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Colloids - an overview Dr. S. Parthasarathy MD., DA., DNB, MD (Acu), Dip. Diab. DCA, Dip. Software statistics PhD (physio) Mahatma Gandhi medical college.

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Presentation on theme: "Colloids - an overview Dr. S. Parthasarathy MD., DA., DNB, MD (Acu), Dip. Diab. DCA, Dip. Software statistics PhD (physio) Mahatma Gandhi medical college."— Presentation transcript:

1 Colloids - an overview Dr. S. Parthasarathy MD., DA., DNB, MD (Acu), Dip. Diab. DCA, Dip. Software statistics PhD (physio) Mahatma Gandhi medical college and research institute, puducherry – India

2 Colloids Colloids tend to be larger molecules than crystalloids dispersed throughout the solvent rather than forming true solutions. The component particles tend to arrange as groups of molecules and so do not readily pass through clinical semipermeable membranes. They therefore have an oncotic potential that is usually measured as colloid osmotic pressure (COP).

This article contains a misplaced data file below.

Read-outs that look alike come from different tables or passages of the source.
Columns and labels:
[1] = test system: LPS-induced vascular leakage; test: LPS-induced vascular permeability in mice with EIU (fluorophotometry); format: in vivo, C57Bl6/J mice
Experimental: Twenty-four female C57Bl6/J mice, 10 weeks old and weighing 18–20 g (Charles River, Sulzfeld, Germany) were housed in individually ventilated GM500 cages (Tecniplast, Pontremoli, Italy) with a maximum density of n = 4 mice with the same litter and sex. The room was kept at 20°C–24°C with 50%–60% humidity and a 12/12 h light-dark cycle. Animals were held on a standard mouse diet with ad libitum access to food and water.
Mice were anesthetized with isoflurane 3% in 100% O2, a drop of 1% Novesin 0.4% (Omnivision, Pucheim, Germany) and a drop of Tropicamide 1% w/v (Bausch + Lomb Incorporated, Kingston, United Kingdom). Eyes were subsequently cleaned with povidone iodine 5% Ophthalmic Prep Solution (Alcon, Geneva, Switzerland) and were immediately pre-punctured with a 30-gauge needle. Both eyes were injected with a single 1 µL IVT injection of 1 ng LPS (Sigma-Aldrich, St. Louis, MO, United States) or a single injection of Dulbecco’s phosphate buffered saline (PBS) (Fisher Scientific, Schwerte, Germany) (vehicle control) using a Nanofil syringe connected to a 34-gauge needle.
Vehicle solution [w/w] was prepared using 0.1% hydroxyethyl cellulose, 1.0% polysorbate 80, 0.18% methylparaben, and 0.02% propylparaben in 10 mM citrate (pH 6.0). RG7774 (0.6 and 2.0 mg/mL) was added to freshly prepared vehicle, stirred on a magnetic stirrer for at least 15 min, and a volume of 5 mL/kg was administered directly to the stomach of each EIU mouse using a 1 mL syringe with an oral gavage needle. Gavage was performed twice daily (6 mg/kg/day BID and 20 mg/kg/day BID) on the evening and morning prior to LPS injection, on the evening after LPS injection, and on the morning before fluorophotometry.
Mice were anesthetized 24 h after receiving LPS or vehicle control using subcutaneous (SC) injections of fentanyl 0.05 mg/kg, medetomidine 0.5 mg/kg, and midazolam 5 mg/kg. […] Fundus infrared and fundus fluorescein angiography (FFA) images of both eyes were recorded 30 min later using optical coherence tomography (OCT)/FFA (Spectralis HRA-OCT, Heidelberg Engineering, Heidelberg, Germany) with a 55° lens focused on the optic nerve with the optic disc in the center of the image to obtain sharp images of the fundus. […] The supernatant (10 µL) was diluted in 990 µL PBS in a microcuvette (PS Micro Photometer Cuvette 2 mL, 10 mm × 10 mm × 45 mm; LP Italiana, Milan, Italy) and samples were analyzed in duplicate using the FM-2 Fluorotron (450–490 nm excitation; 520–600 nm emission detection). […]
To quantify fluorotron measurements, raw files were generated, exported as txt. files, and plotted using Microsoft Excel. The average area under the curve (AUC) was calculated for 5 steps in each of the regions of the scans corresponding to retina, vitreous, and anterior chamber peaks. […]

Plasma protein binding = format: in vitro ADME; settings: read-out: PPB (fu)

3 Image of a colloid

4 But crystalloids !!! Crystalloid solutions are solutions of sugar or salt or mixture of salt and sugar in water. Crystalloids remain intravascular for short period and metabolise to carbon dioxide, water, ions and yields energy.



7 In simple terms Osmotic pressure Exerted by salts to push fluid out Oncotic pressure exerted by colloids to get fluid in the blood vessel

8 Colloids Colloids are solutions of high molecular weight substances that largely remain in the intravascular compartment for longer period and generate an oncotic pressure as well as slowly being metabolized.

9 Colloids number of molecules per volume of solution is usually lower than crystalloid solution. No effect on osmolarity Hence electrolytes are added.

10 Half life the intravascular half-life of a crystalloid solution is 20–30 min, most colloid solutions have intravascular half- lives between 3 and 6 h.

11 Characters General characteristics of the colloid are (i) particles have high molecular weight, (ii) high osmolality. and high oncotic pressure (iii) longer plasma half life (iv) higher plasma volume expansion 25 % Vs 125%

12 Types of colloids colloids are either natural or artificial. The natural colloids are blood, human albumin and fresh frozen plasma. Artificial colloids are dextrans, gelatins and starch. Artificial colloids are polymers containing molecules with wide range of molecular weight Monodisperse and polydisperse


14 Characters Molecular weight : oncotic pressure Osmolality and oncotic pressure: Almost all colloid solutions have a normal osmolality. The oncocity of the solution will influence the vascular expansion. Plasma half-life: The plasma half-life of a colloid depends on its MW, the elimination route, and, the involved organ function (mainly eliminated by the renal route